Dialtones is a large-scale concert performance whose sounds are wholly produced through the carefully choreographed dialing and ringing of the audience's own mobile phones. Because the exact location and tone of each participant's mobile phone can be known in advance, Dialtones affords a diverse range of unprecedented sonic phenomena and musically interesting structures.
You can buy recordings of the performances now, through their site (which is extensive, and which includes samples in mp3 format). But I'm not sure if they use the actual melodies of the ringtones, as in having a mass of phones all playing, out of sequence, one particular piece.
At any rate, I'm off to the store to buy earplugs for the kids for tonight (yeah, like they'll use them). But it's worth a try. And next week, Tuesday, in fact, I start teaching Beowulf. This requires thought.
August 25, 2003 03:32 PM
In Euston Station, London, if, after you come up from the escalators, you head behind the information kiosk aiming for the West exit, you will walk towards and past a full length mirror. It's the last place you expect one, and it stands in full daylight, just beside the windows, and when you encounter it you are suddenly confronted with yourself, your whole self, and you are unprepared for the meeting. You see coming towards you an obviously middle aged woman, pale, frowning, the lines around her mouth very visible in the sunlight and with this mouth pursed into a little rictus of thought, looking not a day younger than her chronological age, and the big flowing dress she wears doing little to lessen the effect of the extra weight, and your first impression, for the microsecond before recognition is: hmmmm, no makeup, no hair colouring, a bit eccentric. And it's you. And you keep on walking.
Saw a fantastic Bill Viola installation at the Tate Modern, Five Angels for the Millenium, which honestly did feel like it was taking the top of my head off--it caused a genuine sense of physical reaction; and saw this wonderful exhibit at the British Museum: Medicine Man: The forgotten museum of Henry Wellcome complete with a video by the Brothers Quay.
August 13, 2003 11:48 AM
Out of earshot
"Find rest in Him" One knows the parsons' tags--
Back to the fold, across the evening fields, like any flock of baa-ing sheep:
Yes, it may be, when He has shorn, led us to slaughter, torn the bleating souls in us to rags,
For so He giveth His beloved sheep.
Oh! He will take us stripped and done,
Driven into his heart. So we are won:
Then safe, safe are we? in the shelter of His everlasting wings--
I do not envy Him His victories. His arms are full of broken things.
A biographical page with some samples of her poetry, and this from a NYRB review of Penelope Fitzgerald's Charlotte Mew and Her Friends from January of 1987 (unfortunately the full text is not available online):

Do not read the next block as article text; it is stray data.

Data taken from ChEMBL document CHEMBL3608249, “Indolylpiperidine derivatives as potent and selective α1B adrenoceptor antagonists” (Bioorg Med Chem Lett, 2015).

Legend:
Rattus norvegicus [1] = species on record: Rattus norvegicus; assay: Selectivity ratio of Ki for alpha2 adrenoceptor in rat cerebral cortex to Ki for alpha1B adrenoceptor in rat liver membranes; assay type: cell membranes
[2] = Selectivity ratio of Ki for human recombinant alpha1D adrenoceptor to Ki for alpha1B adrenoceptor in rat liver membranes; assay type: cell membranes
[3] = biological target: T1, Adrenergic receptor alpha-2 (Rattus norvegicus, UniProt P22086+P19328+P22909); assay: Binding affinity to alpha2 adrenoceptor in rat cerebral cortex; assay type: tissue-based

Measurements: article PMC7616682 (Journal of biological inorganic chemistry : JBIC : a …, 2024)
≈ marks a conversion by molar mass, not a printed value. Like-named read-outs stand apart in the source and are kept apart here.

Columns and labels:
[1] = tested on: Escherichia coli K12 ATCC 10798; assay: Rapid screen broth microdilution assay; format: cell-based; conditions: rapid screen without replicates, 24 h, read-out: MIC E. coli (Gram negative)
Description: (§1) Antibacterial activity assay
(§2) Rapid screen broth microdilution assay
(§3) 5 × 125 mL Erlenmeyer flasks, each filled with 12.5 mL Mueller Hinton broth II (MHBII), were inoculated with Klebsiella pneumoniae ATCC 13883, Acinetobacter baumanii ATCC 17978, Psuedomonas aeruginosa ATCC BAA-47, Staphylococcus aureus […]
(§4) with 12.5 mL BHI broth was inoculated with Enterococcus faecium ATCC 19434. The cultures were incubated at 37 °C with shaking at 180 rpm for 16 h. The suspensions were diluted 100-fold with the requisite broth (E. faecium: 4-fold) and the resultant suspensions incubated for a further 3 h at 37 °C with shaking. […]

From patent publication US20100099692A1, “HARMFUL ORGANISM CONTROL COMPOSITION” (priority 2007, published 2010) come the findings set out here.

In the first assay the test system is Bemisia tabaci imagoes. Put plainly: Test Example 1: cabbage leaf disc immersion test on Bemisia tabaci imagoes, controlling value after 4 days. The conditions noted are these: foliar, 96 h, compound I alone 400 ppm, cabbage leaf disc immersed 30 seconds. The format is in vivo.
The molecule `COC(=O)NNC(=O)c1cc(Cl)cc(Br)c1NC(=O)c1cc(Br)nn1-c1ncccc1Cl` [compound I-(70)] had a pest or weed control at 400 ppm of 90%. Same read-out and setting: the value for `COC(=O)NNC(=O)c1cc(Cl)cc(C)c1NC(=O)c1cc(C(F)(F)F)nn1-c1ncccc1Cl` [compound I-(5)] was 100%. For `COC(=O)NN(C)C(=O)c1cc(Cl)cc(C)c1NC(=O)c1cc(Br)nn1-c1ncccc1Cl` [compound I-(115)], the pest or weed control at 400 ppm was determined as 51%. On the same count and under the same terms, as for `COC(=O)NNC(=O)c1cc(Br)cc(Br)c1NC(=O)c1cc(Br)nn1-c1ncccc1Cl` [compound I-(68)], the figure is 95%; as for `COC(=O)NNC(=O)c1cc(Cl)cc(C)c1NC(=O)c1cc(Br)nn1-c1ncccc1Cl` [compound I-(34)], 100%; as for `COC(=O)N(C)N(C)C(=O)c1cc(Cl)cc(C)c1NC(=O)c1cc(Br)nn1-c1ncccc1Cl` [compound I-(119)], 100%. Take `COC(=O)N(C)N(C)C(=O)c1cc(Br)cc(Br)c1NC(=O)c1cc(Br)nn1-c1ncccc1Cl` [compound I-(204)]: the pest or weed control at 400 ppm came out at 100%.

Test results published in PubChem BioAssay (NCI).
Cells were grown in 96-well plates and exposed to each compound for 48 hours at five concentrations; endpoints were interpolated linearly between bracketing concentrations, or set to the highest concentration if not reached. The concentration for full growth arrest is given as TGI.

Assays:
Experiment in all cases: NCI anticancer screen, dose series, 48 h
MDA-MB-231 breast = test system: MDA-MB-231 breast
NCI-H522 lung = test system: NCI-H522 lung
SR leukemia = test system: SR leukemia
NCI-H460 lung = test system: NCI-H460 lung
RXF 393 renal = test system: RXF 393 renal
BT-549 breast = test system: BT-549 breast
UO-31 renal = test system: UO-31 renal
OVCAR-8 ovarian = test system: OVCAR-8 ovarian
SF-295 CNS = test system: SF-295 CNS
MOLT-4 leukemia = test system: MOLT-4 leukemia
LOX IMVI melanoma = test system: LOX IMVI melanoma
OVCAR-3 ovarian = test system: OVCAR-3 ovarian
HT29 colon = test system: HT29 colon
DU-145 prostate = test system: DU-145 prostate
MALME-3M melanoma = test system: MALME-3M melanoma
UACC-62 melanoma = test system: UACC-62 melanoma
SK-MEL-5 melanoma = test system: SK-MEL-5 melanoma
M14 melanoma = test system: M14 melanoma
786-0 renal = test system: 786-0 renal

She was admired, in her quiet and tragic lifetime, by Ezra Pound, Vita Sackville-West, and Siegfried Sassoon; Virginia Woolf referred to her as the "greatest living poetess" and Thomas Hardy called her "far and away the best living woman poetwho will be read when others are forgotten." A quarter of a century after her death, when her Collected Poems was published in America in 1954 Marianne Moore deemed her work "above praise." But Charlotte Mew appears today an all but forgotten figure, whose slender books of verse have been jostled off those cluttered, weight-bowed shelves on which we would preserve the best in twentieth-century poetry.
Another biographical sketch with samples of poetry; and a bibliography is available here. There is less information on the web than I had expected. Mew's work is gathering a lot of attention in the English/Cultural Studies corner these days; stay tuned for the dissertations which I am sure are being written at this very moment...
I'm off for a week, to a place that has just experienced its highest one day temperature since record keeping began. Wish me luck. I'm back, assuming all goes well, next Friday, but before I go, three musical links.
The first: earsay.com. The page is entitled "Gutsy experiemental electronic music soundscape MP3", and has some material available for download. Distributes music by local composer Hildegard Westerkamp (a more up to date page is found here; and an interview here). Enter at your own risk: the design adds insult to injury by throwing up a popup link to a software installation page that is 404, and there's an applet of some sort which runs text along the top of the page and which gives Netscape the heebie-jeebies.
Next, Epitonic's Experimental Music page, and their 20th Century composers page. Samples available for streaming or download. The 20th Century composers page is a bit heavy on the usual suspects, but there were some names I wasn't familiar with, which is a good thing. From their FAQ:
Do I have to pay to download a song?
No. The artists and labels make the music available for free in the hopes that your enjoyment of the free tracks will motivate you to go buy the record.
So go and do just that.
Finally, Other Minds: new and unusual music in all its forms. I had no idea that Ezra Pound composed, but it's really not that suprising, I suppose; he had a hand in just about everything. There's more at Other Minds than I could possibly summarize, so wandering is probably best. A good place to start might be the list of composers. Samples available for download. Enjoy.
August 2, 2003 12:38 PM
In a little row boat